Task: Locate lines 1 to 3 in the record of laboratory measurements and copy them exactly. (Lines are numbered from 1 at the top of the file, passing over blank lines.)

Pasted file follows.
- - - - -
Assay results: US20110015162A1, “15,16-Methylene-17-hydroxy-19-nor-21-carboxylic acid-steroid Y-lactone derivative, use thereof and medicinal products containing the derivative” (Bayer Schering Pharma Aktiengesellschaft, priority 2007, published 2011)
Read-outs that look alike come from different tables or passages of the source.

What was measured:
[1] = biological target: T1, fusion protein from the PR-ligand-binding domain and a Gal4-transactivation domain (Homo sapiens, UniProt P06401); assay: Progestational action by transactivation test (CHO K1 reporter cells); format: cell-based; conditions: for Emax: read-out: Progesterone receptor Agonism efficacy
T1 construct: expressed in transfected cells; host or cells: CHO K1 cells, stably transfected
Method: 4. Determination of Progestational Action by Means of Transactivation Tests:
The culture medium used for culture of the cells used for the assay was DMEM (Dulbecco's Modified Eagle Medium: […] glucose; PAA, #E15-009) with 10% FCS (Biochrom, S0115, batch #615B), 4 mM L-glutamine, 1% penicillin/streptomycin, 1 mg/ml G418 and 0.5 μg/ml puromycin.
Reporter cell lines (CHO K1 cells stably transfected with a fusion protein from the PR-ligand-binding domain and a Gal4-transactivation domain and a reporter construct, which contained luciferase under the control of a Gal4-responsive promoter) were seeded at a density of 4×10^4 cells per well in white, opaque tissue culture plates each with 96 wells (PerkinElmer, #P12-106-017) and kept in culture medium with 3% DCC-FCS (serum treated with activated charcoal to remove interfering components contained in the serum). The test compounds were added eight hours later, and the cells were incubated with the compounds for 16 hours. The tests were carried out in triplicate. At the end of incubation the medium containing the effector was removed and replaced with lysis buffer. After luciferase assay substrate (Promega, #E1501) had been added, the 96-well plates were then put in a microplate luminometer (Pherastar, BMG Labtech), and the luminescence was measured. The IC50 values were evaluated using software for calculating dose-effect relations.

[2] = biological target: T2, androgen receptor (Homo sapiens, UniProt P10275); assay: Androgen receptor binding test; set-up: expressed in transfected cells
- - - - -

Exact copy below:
Assay results: US20110015162A1, “15,16-Methylene-17-hydroxy-19-nor-21-carboxylic acid-steroid Y-lactone derivative, use thereof and medicinal products containing the derivative” (Bayer Schering Pharma Aktiengesellschaft, priority 2007, published 2011)
Read-outs that look alike come from different tables or passages of the source.

What was measured: